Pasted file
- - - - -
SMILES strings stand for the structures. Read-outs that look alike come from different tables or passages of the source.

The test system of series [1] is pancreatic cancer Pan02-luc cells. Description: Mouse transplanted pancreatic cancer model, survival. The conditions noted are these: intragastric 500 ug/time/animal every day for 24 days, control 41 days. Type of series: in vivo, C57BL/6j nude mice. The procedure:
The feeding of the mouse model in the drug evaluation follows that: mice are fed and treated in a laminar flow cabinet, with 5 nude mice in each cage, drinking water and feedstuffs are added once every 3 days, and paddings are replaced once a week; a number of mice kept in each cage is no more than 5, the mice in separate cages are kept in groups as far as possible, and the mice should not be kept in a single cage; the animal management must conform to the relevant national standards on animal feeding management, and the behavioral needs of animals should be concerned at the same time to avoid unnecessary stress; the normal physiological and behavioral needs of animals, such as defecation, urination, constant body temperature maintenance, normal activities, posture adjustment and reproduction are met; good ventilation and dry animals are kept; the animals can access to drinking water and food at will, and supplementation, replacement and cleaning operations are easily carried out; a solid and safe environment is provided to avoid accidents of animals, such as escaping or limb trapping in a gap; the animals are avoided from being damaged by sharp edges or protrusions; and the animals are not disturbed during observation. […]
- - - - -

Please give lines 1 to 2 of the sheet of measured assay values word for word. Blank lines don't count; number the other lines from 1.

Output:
SMILES strings stand for the structures. Read-outs that look alike come from different tables or passages of the source.

The test system of series [1] is pancreatic cancer Pan02-luc cells. Description: Mouse transplanted pancreatic cancer model, survival. The conditions noted are these: intragastric 500 ug/time/animal every day for 24 days, control 41 days. Type of series: in vivo, C57BL/6j nude mice. The procedure: